Michael: I’m so excited to talk about manufacturing and supply chains with you. It’s not only that they’re topics with special geeky appealed for me, but also because of how you’re coming to it right now in really modern context with Kyowa Kirin, but also working for a company that has roots going back to Kirin Brewery all the way back in the early 1900s. Can you tell us just a little bit about the backstory of Kirin and how you came to join Kyowa Kirin?
Paul: Well, I think you’ve got it right. The backstory of Kirin itself does go back to Kirin beer. Most people that have traveled the world have a good understanding. For those that don’t, Kirin is a name like Anheuser-Busch here in the US. It’s a very long-standing, historical brand name in Japan itself. Over the course of time, Kyowa Kirin spun out of that because of the desire to get more into healthcare as opposed to maybe lifestyle brands or beverages. Kyowa Kirin has been working at the pharmaceutical and healthcare business for quite some time now.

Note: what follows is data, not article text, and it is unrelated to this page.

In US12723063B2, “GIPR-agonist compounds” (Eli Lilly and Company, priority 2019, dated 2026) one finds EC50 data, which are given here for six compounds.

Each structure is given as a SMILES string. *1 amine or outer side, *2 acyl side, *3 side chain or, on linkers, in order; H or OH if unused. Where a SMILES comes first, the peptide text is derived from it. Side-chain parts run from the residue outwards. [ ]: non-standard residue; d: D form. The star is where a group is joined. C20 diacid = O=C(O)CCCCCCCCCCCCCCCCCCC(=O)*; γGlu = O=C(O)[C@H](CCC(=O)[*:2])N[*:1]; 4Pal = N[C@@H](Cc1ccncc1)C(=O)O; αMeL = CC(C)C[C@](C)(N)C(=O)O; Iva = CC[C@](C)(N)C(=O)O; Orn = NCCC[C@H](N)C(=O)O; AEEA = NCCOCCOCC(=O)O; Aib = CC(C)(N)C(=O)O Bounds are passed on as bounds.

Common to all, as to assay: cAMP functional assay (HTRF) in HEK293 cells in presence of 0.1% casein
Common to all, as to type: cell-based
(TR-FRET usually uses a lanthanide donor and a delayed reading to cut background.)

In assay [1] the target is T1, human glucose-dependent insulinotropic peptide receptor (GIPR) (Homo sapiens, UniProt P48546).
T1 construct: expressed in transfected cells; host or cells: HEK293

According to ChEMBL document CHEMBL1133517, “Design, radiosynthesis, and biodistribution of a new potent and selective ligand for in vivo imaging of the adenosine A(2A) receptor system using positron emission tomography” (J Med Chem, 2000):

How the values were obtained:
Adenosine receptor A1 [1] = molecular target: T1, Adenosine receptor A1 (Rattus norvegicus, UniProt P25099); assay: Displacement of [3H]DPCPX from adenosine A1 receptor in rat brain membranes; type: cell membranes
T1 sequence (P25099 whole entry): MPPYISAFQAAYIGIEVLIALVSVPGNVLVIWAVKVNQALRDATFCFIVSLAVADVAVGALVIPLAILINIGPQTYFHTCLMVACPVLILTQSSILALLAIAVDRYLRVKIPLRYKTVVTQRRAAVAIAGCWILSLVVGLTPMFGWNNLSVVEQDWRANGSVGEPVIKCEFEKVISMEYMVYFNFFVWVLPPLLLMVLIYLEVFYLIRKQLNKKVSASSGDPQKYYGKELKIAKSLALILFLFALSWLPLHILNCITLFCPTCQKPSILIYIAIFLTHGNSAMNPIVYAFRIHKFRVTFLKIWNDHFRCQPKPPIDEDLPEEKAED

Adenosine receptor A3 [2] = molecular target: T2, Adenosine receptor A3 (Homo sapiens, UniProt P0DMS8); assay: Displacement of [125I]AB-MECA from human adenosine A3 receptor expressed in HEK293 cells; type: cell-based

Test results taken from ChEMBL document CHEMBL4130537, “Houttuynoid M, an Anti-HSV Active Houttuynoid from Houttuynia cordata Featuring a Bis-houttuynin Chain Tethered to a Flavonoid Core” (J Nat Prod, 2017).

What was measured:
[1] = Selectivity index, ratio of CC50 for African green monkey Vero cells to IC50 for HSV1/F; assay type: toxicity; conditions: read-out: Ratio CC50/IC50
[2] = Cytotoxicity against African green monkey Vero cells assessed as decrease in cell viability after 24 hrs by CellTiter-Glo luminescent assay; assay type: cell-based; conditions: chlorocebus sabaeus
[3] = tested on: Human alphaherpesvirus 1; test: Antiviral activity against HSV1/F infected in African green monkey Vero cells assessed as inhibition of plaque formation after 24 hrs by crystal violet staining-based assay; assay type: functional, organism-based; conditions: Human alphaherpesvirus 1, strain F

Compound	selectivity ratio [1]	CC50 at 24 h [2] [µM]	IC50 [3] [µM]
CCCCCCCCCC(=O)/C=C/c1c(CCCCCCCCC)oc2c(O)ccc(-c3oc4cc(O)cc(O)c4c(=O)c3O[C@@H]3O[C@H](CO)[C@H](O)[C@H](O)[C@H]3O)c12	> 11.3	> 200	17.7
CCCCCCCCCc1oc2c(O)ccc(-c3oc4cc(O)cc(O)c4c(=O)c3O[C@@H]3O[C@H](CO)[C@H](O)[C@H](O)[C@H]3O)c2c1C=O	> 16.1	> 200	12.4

Certainly, the growth that we’ve seen here in North America in the last several years has catapulted Kyowa Kirin as a healthcare brand into a much different place as it relates to brand recognition here in the US. It’s been a fun journey. I joined Kyowa Kirin in the latter part of 2019 to create the supply chain and operations function here in North America. Previously, North America was treated by Kyowa Kirin as, if you will, all other businesses around the world, not unlike what we do in developing markets for US-based companies. Kyowa Kirin has really grown significantly here in the US over the last couple of years, and we’ve got an exciting future to look forward to as well.